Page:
First, he was exasperated because the wainwright he was negotiating with to supply the Third Division with wagons was being pointlessly stubborn. Böcler was operating within the tight budget constraints given to him by the Third Division’s quartermaster, Major David Bartley. The offer he was making to Herr Fuhrmann was a take-it-or-leave-it proposition and the man knew it perfectly well.

    Second, he was exasperated because once again he’d had to fend off Ursula Gerisch’s continuing effort to convert him to her newly-adopted Episcopal church. There was no chance at all that Heinz would abandon the Lutheran faith he’d been brought up in. Not because he was so devoted to that creed as a matter of theological conviction, but simply because it would cause undue and unneeded stress upon his relations with his family.

    Which — point of exasperation Number Three — were already under some stress because somehow his father had discovered that he had formed an attachment of sorts with Bonnie Weaver and said father, being a conscientious pastor, was making a blasted nuisance of himself by peppering his son with letters inquiring as to the young woman’s character, faith, demeanor, parentage, education, financial prospects — you name the issue and Pastor Böcler was sure to include it in his queries.

    As if he wasn’t busy enough already!

    Which — fourth — brought him to the major, never-ending and ongoing source of his exasperation, which was the simplest of them all.

    He didn’t make enough money. Not to support a wife and family, at any rate. He knew from various remarks she’d made that Bonnie herself wasn’t particularly concerned about the matter. She had the common — quite startling — American attitude on the issue, which Heinz thought was a perfect illustration of Aesop’s fable about the ant and the grasshopper.

    The up-timers didn’t even have the excuse of not being familiar with the fable. They knew Aesop’s fables quite well, as a matter of fact. Yet they would approvingly refer to the fable in one breath and in the very next make it clear that they considered the grasshopper to be the model for their own conduct.

    The one time he’d tried to address the issue directly with Bonnie, her insouciant answer had been “the Lord will provide.”

    Baptists, they called themselves. Amazingly, it was quite a prominent creed among the Americans.

    How had they managed to survive?

    “Never mind,” he finally told Herr Fuhrmann, having come to the end of his patience. “The wheelwright, Herr Becker, is willing to accept the terms I offered. I’m sure he won’t object to the extra business of having to do a lot of wagon repair because you won’t provide me with sufficient new ones.”

    And off he went, ignoring the protests coming from behind him.



    Watching the scene through the window in a tavern across the street, David Bartley came to his decision. He’d been pondering it for days, much longer than he would have weighed a decision involving the stock market.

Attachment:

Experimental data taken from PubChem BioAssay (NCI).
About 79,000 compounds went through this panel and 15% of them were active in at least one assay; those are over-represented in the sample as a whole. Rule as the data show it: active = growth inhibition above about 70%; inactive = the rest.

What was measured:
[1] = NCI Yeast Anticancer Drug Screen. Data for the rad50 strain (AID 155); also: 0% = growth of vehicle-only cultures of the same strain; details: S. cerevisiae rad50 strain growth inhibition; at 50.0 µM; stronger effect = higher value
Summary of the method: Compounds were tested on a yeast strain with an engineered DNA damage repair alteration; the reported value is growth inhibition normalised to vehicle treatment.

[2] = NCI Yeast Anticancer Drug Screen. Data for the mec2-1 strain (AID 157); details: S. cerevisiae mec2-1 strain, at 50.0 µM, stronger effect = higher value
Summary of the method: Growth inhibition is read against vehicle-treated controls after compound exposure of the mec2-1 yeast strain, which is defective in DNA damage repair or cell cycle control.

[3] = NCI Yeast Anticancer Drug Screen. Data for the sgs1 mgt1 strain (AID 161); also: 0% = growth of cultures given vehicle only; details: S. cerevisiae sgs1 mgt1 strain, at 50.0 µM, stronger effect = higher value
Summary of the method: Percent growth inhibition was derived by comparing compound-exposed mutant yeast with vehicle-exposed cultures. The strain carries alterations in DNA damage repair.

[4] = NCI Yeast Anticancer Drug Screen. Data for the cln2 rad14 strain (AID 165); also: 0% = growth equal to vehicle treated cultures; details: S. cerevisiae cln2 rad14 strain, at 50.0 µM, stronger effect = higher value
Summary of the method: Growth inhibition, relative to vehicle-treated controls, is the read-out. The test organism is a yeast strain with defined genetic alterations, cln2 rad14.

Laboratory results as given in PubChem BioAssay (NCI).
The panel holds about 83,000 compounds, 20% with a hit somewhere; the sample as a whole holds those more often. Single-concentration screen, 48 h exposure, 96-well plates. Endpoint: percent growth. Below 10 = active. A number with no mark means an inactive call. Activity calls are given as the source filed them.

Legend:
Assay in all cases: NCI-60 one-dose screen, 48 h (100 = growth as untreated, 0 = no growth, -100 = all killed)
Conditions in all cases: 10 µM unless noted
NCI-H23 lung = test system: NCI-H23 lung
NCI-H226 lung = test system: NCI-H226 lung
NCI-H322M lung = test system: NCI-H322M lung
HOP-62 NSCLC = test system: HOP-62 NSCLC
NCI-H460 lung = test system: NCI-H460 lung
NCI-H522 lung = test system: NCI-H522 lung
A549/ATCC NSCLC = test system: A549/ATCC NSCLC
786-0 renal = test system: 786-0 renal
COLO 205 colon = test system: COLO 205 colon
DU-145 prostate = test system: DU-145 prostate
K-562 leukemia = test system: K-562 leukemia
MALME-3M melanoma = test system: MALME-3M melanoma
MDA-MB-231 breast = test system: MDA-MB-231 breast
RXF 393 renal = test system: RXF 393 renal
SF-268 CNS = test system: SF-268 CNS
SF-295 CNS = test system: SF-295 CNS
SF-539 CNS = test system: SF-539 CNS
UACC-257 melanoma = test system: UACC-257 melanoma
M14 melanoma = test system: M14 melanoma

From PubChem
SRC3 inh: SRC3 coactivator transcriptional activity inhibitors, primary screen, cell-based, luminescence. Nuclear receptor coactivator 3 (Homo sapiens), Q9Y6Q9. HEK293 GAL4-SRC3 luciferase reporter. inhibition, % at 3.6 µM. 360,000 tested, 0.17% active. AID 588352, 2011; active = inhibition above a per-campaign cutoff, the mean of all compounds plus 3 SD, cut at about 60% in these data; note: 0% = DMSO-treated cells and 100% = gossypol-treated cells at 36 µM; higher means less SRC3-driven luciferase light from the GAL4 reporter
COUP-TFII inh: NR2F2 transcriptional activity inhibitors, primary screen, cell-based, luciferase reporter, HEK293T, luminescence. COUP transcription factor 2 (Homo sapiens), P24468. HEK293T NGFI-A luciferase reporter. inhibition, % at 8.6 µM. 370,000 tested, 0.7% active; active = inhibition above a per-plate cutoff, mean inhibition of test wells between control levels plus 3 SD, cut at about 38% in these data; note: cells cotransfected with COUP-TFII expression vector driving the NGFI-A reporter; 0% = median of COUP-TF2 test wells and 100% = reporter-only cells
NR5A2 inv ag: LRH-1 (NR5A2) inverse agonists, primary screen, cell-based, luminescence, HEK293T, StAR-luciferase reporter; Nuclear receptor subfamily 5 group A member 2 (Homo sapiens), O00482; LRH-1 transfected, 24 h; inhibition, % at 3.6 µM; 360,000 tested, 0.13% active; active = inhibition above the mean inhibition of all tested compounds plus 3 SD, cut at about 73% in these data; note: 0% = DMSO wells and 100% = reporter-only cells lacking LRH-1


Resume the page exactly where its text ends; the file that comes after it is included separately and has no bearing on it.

In the end, that disparity was the decisive factor for him. David simply couldn’t transfer the dispassionate, even cold-blooded way he worked the stock market over to his commercial dealings with people in the flesh. He didn’t think Johann Heinrich Böcler was particularly cold-blooded either, but what the young man exemplified was the best sort of German junior official. He was hard-working and conscientious almost to a fault. Best of all — David had never had any use for so-called “hard sell” artists — while Böcler would take “no” for an answer he’d keep looking until he found someone who’d say “yes.” People didn’t discourage him the way they could so often discourage Bartley himself.



    In short, the perfect right-hand man for him. David could hire Heinz as his own employee and call him a sub-contractor for the army. No one would squawk since his salary wasn’t coming out of the military’s budget but David’s own pocket.

    Which was now deep, deep, deep. David took a great deal of pride in the uniform he wore and the contribution he was making to the war effort. The actual salary he got as a major he contributed to the soldiers’ widows and orphans fund, since he hardly needed it himself. He’d already made a fortune in the stock market and expected to continue doing so indefinitely.

    And after the war… If Heinz worked out as his quartermaster’s assistant, he’d surely have a place for him in one or another of his civilian enterprises.

    David finished his beer, paid for it, and left the tavern. By the time he got out on the street, Böcler was no longer in sight, but David wasn’t concerned. He started walking in the direction Böcler had been going when last he saw him, listening for the sound of an earnest voice engaged in bargaining.

    He’d find him soon enough. If Johann Heinrich’s parents had been Puritans instead of Lutherans, they have named him something like Reliable in the Eyes of the Lord Böcler. Or Prudence or Patience, if he’d been a girl.



    Late that day, Bonnie Weaver dropped by Rita and Tom’s apartment.

    “Have you seen Heinz?” she asked. “I’ve been looking for him all afternoon.”

    Without waiting for an invitation, she pulled out a chair and sat down at the kitchen table. There was just enough room for her because Tom had left a couple of hours ago to deal with an issue involving the artillery train. He and his men would be marching out of Regensburg themselves the next day to join the campaign against the Bavarians.